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Anne of Cleves - Appearance
July 10, 2013
2:11 am
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Mariette
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When it comes to Anne of Cleves it can be difficult to sort fact from fiction. It appears to me that no-one called AOC ugly except Henry VIII. Lady Lisle praised her gentle disposition while she was in Calais. The chronicler Hall noted her long, fair hair. As far as I’m aware, nobody mentioned pockmarks on her face either. No criticism appears until after Henry throws a hissy fit after Anne fails to recognize him in disguise at their first meeting.

The French ambassador, Marillac to Francis I:

…She was clothed in the fashion of the country from which she came, and he received her very graciously and conducted her into his house at Greenwich to the chamber prepared for her.
She looks about 30 years of age, tall and thin, of medium beauty, and of very assured and resolute countenance. She brought 12 or 15 ladies of honour clothed like herself—a thing which looks strange to many…
Letters & Papers, vol. 15, 22, 5 January, 1540
http://www.british-history.ac……mpid=76157

The depositions given by Henry’s men concerning the divorce of Anne of Cleves are presented here: (Henry’s comments about Anne’s body to all and sundry are reprehensible)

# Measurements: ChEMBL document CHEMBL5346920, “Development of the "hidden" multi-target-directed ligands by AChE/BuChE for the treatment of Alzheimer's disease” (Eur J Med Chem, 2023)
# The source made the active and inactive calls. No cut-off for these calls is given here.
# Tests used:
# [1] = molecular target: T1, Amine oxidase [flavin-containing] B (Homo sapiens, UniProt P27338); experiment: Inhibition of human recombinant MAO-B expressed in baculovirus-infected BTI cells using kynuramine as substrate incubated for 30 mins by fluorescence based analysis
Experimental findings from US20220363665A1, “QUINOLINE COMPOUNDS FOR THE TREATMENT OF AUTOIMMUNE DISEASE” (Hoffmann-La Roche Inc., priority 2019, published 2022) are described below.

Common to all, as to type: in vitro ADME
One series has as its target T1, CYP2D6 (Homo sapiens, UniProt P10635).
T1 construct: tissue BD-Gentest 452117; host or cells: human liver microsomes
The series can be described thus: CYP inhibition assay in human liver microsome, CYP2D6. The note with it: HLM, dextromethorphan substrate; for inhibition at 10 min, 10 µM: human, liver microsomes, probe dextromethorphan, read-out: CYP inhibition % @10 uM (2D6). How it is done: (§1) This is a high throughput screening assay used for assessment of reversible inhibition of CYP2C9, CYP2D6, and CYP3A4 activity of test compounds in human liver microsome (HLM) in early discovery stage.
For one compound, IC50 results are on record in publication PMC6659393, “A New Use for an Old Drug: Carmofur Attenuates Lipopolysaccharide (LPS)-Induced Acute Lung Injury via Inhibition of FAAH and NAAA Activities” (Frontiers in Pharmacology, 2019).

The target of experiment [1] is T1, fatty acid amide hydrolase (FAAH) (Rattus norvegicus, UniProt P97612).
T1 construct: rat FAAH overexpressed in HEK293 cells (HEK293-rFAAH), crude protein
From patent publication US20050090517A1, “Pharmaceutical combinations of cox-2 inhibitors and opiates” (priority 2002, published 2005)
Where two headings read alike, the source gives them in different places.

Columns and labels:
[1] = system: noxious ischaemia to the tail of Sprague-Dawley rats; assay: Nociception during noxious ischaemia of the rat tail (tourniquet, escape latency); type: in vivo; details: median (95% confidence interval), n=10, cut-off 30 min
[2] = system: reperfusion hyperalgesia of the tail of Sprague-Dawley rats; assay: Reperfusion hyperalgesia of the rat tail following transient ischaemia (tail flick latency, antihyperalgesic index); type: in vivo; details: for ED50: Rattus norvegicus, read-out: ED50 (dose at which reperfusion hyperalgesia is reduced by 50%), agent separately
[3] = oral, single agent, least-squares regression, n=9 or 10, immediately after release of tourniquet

John Strype, Ecclesiastical Memorials, vol. I part II pp. 452-463
http://archive.org/stream/appe…..rch/cleves

July 10, 2013
12:27 pm
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Boleyn
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I wouldn’t say A.O.C was beautiful, but she was pleasing in appearence, much the same could be said of all his wives.
True beauty comes from within anyway.
It’s interesting to know what Henry thought about A.O.C but I would really like to hear the other side of the coin so to speak. What did Anne truly feel about Henry? I know that she took fright (for want of a better word) at the monsterous lump of stinking lard that appeared to her at Rochester Castle, but surely once she had,had got over the initial shock she would have made a judgement about what she truly felt about him.
Did she like him? What was she told by Henry’s lackey’s on the boat over? was she even shown a picture of him?